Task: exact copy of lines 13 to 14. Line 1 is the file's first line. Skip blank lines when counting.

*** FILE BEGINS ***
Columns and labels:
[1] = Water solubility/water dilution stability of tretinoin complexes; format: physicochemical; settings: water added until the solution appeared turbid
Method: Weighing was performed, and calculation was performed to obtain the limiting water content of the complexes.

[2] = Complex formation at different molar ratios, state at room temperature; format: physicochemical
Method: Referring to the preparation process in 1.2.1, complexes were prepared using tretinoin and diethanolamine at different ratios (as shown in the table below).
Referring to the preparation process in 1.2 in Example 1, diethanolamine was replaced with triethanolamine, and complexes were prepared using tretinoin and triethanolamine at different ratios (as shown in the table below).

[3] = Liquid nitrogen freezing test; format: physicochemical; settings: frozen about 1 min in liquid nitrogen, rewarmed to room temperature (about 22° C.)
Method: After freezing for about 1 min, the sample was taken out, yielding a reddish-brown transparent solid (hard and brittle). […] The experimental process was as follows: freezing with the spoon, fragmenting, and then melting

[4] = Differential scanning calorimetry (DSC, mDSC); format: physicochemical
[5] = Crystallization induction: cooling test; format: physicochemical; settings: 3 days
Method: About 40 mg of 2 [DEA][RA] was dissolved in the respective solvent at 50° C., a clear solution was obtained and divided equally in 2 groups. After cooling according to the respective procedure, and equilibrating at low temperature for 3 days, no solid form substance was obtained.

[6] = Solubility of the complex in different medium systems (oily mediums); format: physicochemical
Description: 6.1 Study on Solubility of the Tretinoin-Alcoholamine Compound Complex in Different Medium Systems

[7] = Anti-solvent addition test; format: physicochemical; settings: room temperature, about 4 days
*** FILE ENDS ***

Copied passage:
Description: 6.1 Study on Solubility of the Tretinoin-Alcoholamine Compound Complex in Different Medium Systems

[7] = Anti-solvent addition test; format: physicochemical; settings: room temperature, about 4 days